Coast to Cascade Trail logoCoast-Crest Trail

 

The Coast to Crest Trail is the only trail on the western seaboard connecting northern California’s beaches at Redwood State and National Park to Oregon’s Cascade Mountains at Crater Lake National Park, a distance of about 200 miles through an almost unbroken sequence of wilderness areas, National Parks, National Forests, and pristine forest landscapes. The Coast to Crest Trail is made up of existing trails except for an eight mile segment needed to connect trails in Siskiyou Wilderness with trails in Red Buttes Wilderness.

Download the Coast-Cascade Trail draft proposal (1.2mb) for construction of last eight miles of trail (note: the previous name for the trail was Coast-Cascade Trail now changed to Coast-Crest Trail because it links the West Coast Trail and Pacific Crest Trail).

Region Map

Map shows the trail route from Redwood National and State Parks on the California coast to Crater Lake National Park on the crest of the Oregon Cascade Mountains.

Map showing the trail from Redwood National Park to Crater Lake National Park

Map showing the trail from Redwood National Park to Crater Lake National Park. The yellow marker shows the eight mile section that needs to be constructed to complete the trail. Click image to see enlargement.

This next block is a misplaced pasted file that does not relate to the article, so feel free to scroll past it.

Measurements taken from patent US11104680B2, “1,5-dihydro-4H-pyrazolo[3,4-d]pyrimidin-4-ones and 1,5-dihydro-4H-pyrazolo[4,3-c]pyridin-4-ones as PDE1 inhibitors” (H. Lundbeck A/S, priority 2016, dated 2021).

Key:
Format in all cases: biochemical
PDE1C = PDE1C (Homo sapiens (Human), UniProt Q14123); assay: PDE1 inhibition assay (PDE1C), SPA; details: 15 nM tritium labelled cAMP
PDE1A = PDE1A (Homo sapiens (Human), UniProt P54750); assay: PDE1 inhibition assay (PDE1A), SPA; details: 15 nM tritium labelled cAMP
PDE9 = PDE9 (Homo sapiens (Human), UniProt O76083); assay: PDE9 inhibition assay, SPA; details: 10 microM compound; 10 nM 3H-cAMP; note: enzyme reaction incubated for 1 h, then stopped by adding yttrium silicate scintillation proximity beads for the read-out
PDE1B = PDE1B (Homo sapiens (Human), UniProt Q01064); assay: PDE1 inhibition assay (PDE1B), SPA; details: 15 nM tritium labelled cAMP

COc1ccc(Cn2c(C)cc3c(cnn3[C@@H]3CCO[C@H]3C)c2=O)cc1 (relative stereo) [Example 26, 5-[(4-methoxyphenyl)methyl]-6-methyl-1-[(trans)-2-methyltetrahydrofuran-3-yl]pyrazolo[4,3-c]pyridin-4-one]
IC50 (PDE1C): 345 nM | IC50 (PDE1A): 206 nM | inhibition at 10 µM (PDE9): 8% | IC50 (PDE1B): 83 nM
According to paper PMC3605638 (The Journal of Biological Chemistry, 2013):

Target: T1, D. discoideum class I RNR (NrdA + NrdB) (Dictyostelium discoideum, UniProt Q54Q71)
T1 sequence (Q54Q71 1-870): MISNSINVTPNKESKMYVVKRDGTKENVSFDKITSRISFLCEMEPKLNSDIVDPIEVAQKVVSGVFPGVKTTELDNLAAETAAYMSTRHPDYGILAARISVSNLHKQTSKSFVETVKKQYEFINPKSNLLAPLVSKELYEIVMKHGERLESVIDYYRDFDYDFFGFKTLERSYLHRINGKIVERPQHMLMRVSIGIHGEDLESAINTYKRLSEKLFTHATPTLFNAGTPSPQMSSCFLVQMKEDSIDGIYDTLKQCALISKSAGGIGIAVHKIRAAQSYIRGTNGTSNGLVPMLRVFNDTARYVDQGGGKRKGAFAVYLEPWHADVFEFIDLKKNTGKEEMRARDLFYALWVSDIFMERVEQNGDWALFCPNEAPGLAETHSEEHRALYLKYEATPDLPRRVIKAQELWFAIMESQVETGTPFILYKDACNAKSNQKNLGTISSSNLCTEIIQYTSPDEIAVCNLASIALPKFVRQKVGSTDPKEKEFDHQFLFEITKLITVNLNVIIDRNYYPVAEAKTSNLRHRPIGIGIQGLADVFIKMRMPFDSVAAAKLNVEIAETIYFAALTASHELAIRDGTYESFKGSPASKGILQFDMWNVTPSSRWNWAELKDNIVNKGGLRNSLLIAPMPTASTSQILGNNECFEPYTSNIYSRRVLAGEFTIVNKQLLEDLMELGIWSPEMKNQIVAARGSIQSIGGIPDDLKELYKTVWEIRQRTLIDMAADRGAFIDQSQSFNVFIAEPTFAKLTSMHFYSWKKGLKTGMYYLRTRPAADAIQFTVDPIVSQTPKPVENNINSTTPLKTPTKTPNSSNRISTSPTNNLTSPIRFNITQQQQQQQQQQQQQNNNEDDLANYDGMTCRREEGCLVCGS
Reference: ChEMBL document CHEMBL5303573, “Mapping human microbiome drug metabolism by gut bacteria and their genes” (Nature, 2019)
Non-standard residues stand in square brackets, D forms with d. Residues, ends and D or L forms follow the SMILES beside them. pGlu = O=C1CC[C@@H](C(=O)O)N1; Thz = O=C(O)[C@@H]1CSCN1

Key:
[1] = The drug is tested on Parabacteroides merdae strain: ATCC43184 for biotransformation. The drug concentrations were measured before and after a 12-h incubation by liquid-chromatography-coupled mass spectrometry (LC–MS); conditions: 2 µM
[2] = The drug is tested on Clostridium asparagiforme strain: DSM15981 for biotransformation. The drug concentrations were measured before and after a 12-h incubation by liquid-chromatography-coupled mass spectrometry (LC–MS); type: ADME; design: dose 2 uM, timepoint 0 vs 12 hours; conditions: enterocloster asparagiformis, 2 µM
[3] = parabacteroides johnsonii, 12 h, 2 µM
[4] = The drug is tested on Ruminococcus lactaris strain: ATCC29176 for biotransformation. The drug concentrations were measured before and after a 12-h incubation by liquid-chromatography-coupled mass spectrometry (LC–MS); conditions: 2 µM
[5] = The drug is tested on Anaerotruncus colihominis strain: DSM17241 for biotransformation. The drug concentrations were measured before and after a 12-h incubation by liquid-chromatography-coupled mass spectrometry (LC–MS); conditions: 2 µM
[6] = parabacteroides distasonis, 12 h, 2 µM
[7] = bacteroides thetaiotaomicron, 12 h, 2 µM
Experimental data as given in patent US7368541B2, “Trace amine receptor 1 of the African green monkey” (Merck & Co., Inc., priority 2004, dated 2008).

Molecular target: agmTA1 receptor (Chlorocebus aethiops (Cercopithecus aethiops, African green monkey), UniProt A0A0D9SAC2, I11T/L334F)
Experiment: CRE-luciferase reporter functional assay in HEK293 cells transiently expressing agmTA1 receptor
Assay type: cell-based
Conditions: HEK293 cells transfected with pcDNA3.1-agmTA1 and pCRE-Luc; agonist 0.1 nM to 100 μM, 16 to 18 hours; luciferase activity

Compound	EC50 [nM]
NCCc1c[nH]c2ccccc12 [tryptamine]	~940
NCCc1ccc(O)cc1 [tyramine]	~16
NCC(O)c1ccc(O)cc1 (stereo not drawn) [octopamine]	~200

Project Site Map

Map shows the eight mile section that needs to be constructed. For more detail see the final eight miles.

Coast-Cascade Trail Siskiyou to Red Buttes Wilderness Connector Trail

Coast-Crest Trail: The Siskiyou to Red Buttes Wilderness connector trail between Poker Flat and Bolan Lake is indicated with a red, dashed line and existing trails with a black, dashed line. Click image to see enlargement.

 

The Coast to Crest Trail offers an opportunity to merge recreational resources managed by Federal and State agencies to create a new tourism marketing opportunity for the states of Oregon and California and a recreational classic for outdoor enthusiasts. Benefits include increasing inter-agency partnerships and cooperation to increase recreational use of public lands that have been traditionally under utilized. These improvements ultimately will  contribute to regional economic diversity and stability in low economic communities.

 
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